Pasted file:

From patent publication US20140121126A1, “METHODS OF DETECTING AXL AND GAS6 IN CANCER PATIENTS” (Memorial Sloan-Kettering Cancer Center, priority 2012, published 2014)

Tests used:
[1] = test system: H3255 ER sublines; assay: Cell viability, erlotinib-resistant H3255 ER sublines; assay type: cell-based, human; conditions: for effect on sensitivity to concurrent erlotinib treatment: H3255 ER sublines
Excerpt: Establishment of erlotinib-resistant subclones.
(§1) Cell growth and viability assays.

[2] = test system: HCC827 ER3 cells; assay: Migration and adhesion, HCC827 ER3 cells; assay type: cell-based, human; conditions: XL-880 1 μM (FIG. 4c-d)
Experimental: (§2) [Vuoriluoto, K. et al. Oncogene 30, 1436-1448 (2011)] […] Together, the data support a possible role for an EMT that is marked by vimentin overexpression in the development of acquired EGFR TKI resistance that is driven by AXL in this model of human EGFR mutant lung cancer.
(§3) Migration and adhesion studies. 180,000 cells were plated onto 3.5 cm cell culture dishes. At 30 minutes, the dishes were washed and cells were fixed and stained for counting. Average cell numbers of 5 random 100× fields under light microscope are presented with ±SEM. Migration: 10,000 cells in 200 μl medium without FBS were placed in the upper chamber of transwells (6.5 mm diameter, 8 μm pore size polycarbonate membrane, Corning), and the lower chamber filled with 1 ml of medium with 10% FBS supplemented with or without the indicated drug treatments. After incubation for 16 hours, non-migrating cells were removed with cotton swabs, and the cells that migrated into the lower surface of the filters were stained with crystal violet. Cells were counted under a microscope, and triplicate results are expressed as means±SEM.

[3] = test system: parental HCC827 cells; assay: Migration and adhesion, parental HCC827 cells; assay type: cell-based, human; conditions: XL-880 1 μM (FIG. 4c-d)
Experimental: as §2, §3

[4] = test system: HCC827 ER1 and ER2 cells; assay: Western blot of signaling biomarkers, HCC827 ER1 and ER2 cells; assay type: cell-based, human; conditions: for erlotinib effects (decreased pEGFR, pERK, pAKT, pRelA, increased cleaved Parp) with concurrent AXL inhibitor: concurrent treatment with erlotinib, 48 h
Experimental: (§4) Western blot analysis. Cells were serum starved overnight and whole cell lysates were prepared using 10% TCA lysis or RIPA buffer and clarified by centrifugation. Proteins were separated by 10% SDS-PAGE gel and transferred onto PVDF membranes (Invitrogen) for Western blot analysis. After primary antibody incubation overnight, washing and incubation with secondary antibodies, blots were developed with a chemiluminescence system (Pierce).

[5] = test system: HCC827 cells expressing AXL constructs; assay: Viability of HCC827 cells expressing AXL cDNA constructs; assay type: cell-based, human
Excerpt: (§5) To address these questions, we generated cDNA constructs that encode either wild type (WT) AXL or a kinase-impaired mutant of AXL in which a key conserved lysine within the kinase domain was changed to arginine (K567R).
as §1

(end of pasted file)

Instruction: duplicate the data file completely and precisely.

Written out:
From patent publication US20140121126A1, “METHODS OF DETECTING AXL AND GAS6 IN CANCER PATIENTS” (Memorial Sloan-Kettering Cancer Center, priority 2012, published 2014)

Tests used:
[1] = test system: H3255 ER sublines; assay: Cell viability, erlotinib-resistant H3255 ER sublines; assay type: cell-based, human; conditions: for effect on sensitivity to concurrent erlotinib treatment: H3255 ER sublines
Excerpt: Establishment of erlotinib-resistant subclones.
(§1) Cell growth and viability assays.

[2] = test system: HCC827 ER3 cells; assay: Migration and adhesion, HCC827 ER3 cells; assay type: cell-based, human; conditions: XL-880 1 μM (FIG. 4c-d)
Experimental: (§2) [Vuoriluoto, K. et al. Oncogene 30, 1436-1448 (2011)] […] Together, the data support a possible role for an EMT that is marked by vimentin overexpression in the development of acquired EGFR TKI resistance that is driven by AXL in this model of human EGFR mutant lung cancer.
(§3) Migration and adhesion studies. 180,000 cells were plated onto 3.5 cm cell culture dishes. At 30 minutes, the dishes were washed and cells were fixed and stained for counting. Average cell numbers of 5 random 100× fields under light microscope are presented with ±SEM. Migration: 10,000 cells in 200 μl medium without FBS were placed in the upper chamber of transwells (6.5 mm diameter, 8 μm pore size polycarbonate membrane, Corning), and the lower chamber filled with 1 ml of medium with 10% FBS supplemented with or without the indicated drug treatments. After incubation for 16 hours, non-migrating cells were removed with cotton swabs, and the cells that migrated into the lower surface of the filters were stained with crystal violet. Cells were counted under a microscope, and triplicate results are expressed as means±SEM.

[3] = test system: parental HCC827 cells; assay: Migration and adhesion, parental HCC827 cells; assay type: cell-based, human; conditions: XL-880 1 μM (FIG. 4c-d)
Experimental: as §2, §3

[4] = test system: HCC827 ER1 and ER2 cells; assay: Western blot of signaling biomarkers, HCC827 ER1 and ER2 cells; assay type: cell-based, human; conditions: for erlotinib effects (decreased pEGFR, pERK, pAKT, pRelA, increased cleaved Parp) with concurrent AXL inhibitor: concurrent treatment with erlotinib, 48 h
Experimental: (§4) Western blot analysis. Cells were serum starved overnight and whole cell lysates were prepared using 10% TCA lysis or RIPA buffer and clarified by centrifugation. Proteins were separated by 10% SDS-PAGE gel and transferred onto PVDF membranes (Invitrogen) for Western blot analysis. After primary antibody incubation overnight, washing and incubation with secondary antibodies, blots were developed with a chemiluminescence system (Pierce).

[5] = test system: HCC827 cells expressing AXL constructs; assay: Viability of HCC827 cells expressing AXL cDNA constructs; assay type: cell-based, human
Excerpt: (§5) To address these questions, we generated cDNA constructs that encode either wild type (WT) AXL or a kinase-impaired mutant of AXL in which a key conserved lysine within the kinase domain was changed to arginine (K567R).
as §1